Microsoft Windows File Manager

The Microsoft Windows File Manager is the graphical user interface (GUI) through which end users could see and manipulate files and folders on early-version Windows computers.

In actual practice, the File Manager proved to be a powerful and intuitive move away from traditional DOS command-line interface (CLI). Users could view the computer's directory structure in a left window, while the file and sub-folder contents of the selected directory would appear in the right window.

End users could then move, copy, rename, print, delete and search files and folders. Users could also define the attributes (the permissions) for files and folders such as read-only, system, hidden or archive, and make associations between files and applications. Windows File Manager also allowed users to format disks and manage network file sharing.

Filename formation proved to be a major limitation of Windows File Manager, which supported only traditional DOS-type 8.3 filenames. Extended filenames (names longer than 8 characters and supporting spaces) displayed in File Manager would simply appear truncated with a tilde and a number in the last two spaces. For example, a filename like "Original_computer.doc" would appear in File Manager such as "Origin~1.doc". Later file managers would support extended filenames.

Windows File Manager (the WINFILE.EXE utility) was included with Windows versions prior to Windows 95 and Windows NT 4.0, but is no longer in service. The file management function in Windows 95/NT 4.0 and later versions was replaced with the Windows Explorer interface accessible through the My Computer icon.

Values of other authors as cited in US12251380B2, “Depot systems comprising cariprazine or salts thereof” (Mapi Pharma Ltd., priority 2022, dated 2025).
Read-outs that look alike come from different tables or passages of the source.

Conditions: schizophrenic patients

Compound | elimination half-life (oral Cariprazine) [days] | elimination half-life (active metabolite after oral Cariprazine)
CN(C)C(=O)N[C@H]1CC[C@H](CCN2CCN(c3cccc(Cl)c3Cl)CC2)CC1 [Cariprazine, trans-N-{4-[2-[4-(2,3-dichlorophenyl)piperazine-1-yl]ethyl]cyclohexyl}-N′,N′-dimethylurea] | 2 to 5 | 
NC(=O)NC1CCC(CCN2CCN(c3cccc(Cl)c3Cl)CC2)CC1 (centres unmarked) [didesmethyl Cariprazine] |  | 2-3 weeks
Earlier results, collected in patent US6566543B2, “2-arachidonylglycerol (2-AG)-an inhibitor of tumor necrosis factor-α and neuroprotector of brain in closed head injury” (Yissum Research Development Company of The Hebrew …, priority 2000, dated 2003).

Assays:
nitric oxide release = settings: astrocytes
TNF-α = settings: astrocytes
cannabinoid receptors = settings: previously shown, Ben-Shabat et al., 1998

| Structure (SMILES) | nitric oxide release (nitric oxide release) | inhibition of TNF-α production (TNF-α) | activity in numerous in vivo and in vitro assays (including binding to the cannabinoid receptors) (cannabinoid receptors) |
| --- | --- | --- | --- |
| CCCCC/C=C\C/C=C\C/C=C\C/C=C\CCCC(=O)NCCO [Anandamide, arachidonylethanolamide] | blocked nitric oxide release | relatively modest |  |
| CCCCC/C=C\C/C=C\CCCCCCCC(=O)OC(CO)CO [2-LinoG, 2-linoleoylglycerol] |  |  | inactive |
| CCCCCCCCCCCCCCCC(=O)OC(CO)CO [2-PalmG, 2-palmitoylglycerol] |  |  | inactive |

Contributor(s): Stephen Bigelow
This was last updated in July 2013
Posted by: Margaret Rouse
View the next item in this Essential Guide: Microsoft Windows Task Manager or view the full guide: Windows 7 guide: Before, during and after migration

More News and Tutorials

There are Comments. Add yours.

 
TIP: Want to include a code block in your comment? Use <pre> or <code> tags around the desired text. Ex: <code>insert code</code>

REGISTER or login:

Forgot Password?
By submitting you agree to receive email from TechTarget and its partners. If you reside outside of the United States, you consent to having your personal data transferred to and processed in the United States. Privacy
Sort by: OldestNewest

Forgot Password?

No problem! Submit your e-mail address below. We'll send you an email containing your password.

Your password has been sent to:

Research More Tech Terms

  • Search thousands of tech definitions
  • Browse tech definitions
    Browse Alphabetically:

Powered by WhatIs.com

File Extensions and File Formats

File Extension and File Formats List:

Powered by WhatIs.com